The Tiger Rising (2022) Movie Review – Death & grief unlocked in unconvincing children’s drama

Themes of death and grief are unlocked in this unconvincing children’s drama

The Tiger Rising is based on the children’s book by Kate DiCamillo but as I will explain later, it’s not quite the film it could have been. It stars Christian Convery (Sweet Tooth) as Rob Horton, a young boy who is living with his father in a shabby Florida motel. Life isn’t easy for him.

Not only does Rob have a hard time at school, partly because of the bullies who make fun of the rash he has on his legs, but he also has a hard time emotionally due to the recent loss of his mother who died from cancer.

Life gets a little easier for him when he meets Sistine (Madalen Mills), a girl who moves to his small town with her mother. She too is suffering a loss as her parents have separated, although she is still convinced her father will come along and whisk her away to somewhere better.

Sistine is having a hard time at school too, although this is mainly because of her attitude towards her peers, who she considers to be rednecks. Her first day at school gets off to a very bad start when she announces such a sentiment in front of her class.

Sistine and Rob start to bond when he reveals his love of art as she has a vested interest in the subject too, as you can probably tell from her name. Their relationship is still a little fractious due to her prickly personality but barriers eventually start to fall as they get to know one another.

At first, their friendship is quite sweet and it’s fun to see them interacting with one another. However, this isn’t really a movie about childhood bonding. As those who have read the book will already know, this film is really a study of grief and the unhealthiness of keeping your emotions bottled up when faced with overwhelming personal trauma.

Themes of grief and death have been played out before in such films as Bridge to Terabithia but this film largely fails to deal with them effectively. This isn’t to say it’s not worth watching – despite some critical reviews, it is fairly enjoyable – but it doesn’t handle its subjects well enough to make much of an impact.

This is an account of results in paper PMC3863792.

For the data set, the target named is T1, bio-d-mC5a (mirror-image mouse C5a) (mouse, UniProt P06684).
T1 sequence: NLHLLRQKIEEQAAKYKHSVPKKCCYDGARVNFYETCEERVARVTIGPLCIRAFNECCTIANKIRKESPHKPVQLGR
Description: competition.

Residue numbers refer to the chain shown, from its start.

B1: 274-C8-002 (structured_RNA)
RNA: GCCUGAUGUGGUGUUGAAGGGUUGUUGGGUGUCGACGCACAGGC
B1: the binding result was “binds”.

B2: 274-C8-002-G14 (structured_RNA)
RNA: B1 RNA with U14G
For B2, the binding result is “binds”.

Of course, you may be wondering where the tiger fits into all this, especially if you have seen the film’s trailer. Well, Rob discovers the caged animal when exploring the nearby woods. The tiger is owned by a seedy fella called Beauchamp (Dennis Quaid), who is also the motel owner and his dad’s grumpy boss.

Beauchamp is a bit of a coward so he asks Rob to feed the tiger, which of course he does. The boy forms an emotional attachment to the tiger, as does Sistine when she is later introduced to him.

It’s understandable why the children bond with the tiger as, in their own different ways, they are all trapped. The tiger is locked in a cage. Sistine feels trapped in the town she has ended up in. And Rob is at a place in his life where he can’t move on because of his stifled emotions. Many of us can relate to such predicaments due to the metaphorical cages that hold us prisoner.

At the risk of being on the animal’s lunch menu, Rob and Sistine put a plan in motion and release the caged animal. I won’t reveal what happens next but be warned. If you have small children watching this with you, they may be a little traumatized by the events that follow.

Adults may be traumatized too but by the clunkiness of the script as it delivers its message in a heavy-handed way. You see, it’s not only the tiger who is let free as Rob and Sistine also get the opportunity to free themselves of their bottled-up emotions. We’re back in metaphor territory again.

I haven’t read the book but I’m sure it handles the themes of grief and the need to express emotion better than the film does.

The filmmakers can be applauded for trying to handle such weighty subject matters but the lacklustre script, heavy-handed dialogue, and slightly unconvincing acting undermine what they were trying to achieve. This is a shame as there are children the world over struggling with loss due to death and divorce and this film could have been the catalyst for them to heal. Of course, the book can probably be recommended in this regard.

So, here’s the thing. The film isn’t awful but it is rather ordinary. It can be recommended for families looking for something to watch on a rainy Sunday afternoon but, despite its potential, it won’t offer anything life-changing. Give it a go, especially if you have kids, but have a few tissues to hand as there could be a few tears at the end.

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  • Verdict - 6/10

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